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Robots don’t perform surgery, surgeons do

BMJ 2011; 343 doi: (Published 26 October 2011) Cite this as: BMJ 2011;343:d6830
  1. David M Lloyd, consultant surgeon and honorary senior lecturer, University Hospitals of Leicester, Leicester
  1. dmlloyd1{at}

Over the past five years we have seen a huge rise in the number of robotically performed operations worldwide. Most patients who undergo radical prostatectomy in the United States, for example, now have “robotic surgery” or “robotically assisted surgery.” This trend is likely to continue despite the lack of evidence from multicentred randomised controlled trials to prove that it is safer than conventional surgery. Sceptics think that this development may be industry driven, because robotic surgery is now part of a billion dollar market in the United States. Attractive as they may appear, surgical robotic machines are very expensive. They cost between £1m (€1.2m, $1.6m) and £3m, have annual servicing fees of about £200 000, and have additional disposable costs of at least £1000 a procedure.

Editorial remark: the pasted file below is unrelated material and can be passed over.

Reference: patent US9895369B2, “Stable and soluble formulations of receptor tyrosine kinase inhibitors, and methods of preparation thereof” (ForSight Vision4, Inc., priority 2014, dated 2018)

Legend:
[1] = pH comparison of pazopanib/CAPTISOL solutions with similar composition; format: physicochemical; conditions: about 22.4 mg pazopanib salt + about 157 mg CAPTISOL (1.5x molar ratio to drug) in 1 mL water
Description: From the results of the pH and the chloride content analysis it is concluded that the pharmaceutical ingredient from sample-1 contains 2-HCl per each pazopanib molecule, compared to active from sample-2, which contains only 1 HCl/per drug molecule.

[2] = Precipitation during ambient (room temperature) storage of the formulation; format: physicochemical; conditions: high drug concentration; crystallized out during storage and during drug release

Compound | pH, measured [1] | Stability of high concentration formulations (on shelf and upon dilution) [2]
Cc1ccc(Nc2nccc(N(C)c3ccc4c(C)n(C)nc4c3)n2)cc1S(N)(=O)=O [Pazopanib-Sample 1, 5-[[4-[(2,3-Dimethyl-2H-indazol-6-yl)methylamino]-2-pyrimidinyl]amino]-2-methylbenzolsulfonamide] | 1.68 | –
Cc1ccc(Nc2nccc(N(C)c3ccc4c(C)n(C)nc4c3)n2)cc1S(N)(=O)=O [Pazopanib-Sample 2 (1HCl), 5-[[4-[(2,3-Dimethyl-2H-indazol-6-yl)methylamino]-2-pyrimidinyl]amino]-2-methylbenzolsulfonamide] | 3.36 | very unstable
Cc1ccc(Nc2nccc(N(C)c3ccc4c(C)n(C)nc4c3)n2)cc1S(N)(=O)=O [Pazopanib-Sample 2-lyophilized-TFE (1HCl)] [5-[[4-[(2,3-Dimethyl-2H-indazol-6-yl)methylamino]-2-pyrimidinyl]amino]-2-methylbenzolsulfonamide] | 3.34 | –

In addition to the risks, costs, and need for training, a fundamental problem remains with the definition of robotic surgery, because robots themselves do not perform any procedure independently. We are, therefore, misleading ourselves as clinicians …

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